“We need a large prevention strategy,” said Roberta Angellilli, EU Vice president and spokesman for the Rome municipal authority on children’s issues, in an interview with the Council of Europe. “Institutions must speak out and be on the citizen’s side, especially if the citizen is vulnerable.
“The campaign is really well done, well conceived. There is a need to change the way of thinking about women and children first of all à give positive messages. We must consider women and children’s body, their image, not as a merchandise, not like something that can be sold, used. We need more respect and awareness.”
The Council of Europe (CoE) campaign, featuring a television video and a city poster scheme, highlights the need to combat the sexual abuse of children which, according to estimates, affects one in five children living in Europe.
Child rights experts hope the campaign will succeed in breaking the “circle of trust” which often protects predators and encourage more children to feel able to talk openly about the abuse they have suffered.
“This is a practical example of how we can probably decrease in a sensitive way the rate, if we can say so, of abuses and sexual violence committed towards children,” said CoE expert Carlo Chiaromonte.
Yasmin Abo Loha, programs’ coordinator of the child rights organisation ECPAT-Italy hoped the campaign would have a broader impact.
“We talk of sexual violence towards children, or sexual use of children, the fundamental thing we fight for is introducing a culture of childhood,” she said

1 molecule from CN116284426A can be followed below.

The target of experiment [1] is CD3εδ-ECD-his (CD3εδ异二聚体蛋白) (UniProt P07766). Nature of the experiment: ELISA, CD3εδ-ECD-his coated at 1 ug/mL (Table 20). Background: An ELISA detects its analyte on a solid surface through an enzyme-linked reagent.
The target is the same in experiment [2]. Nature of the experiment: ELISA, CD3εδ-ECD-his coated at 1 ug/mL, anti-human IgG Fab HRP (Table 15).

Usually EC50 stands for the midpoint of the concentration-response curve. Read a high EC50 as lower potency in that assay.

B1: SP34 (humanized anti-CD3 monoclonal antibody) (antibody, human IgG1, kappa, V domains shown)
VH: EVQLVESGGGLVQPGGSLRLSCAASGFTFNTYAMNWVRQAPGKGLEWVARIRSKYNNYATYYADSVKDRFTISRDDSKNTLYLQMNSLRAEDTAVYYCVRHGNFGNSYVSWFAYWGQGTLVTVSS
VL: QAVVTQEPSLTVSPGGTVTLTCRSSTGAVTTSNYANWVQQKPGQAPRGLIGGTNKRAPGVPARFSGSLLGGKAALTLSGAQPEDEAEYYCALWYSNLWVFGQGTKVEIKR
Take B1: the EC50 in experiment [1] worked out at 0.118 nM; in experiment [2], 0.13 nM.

“Unfortunately the biggest part of the problem is set inside the house, because there is incapacity of talking about those problems and in informing our own children, or to protect them.
“It is very significant the factor according to which minors are still not completely integrated in our society from a cultural point of view. I cannot deny we still live in an adult based society.”
The campaign also highlights the abuse of children outside of Europe by holidaymakers, a crime often referred to as sex tourism. This sparked the fury of Roberto Corbella, President of ASTORI (Italian association of tour operators).
“We reject the word “tourism” connected to this kind of activity, because there is nothing that can be defined touristic in exploiting children around the world,” he declared.
“This is something that must be condemned whether is committed by our neighbors or faraway from us. It has nothing to do with tourism that is discovering other cultures and populations and enjoying new experiences.”
Video: The Underwear Rule
Podcast: Fighting The Sexual Abuse Of Children [it]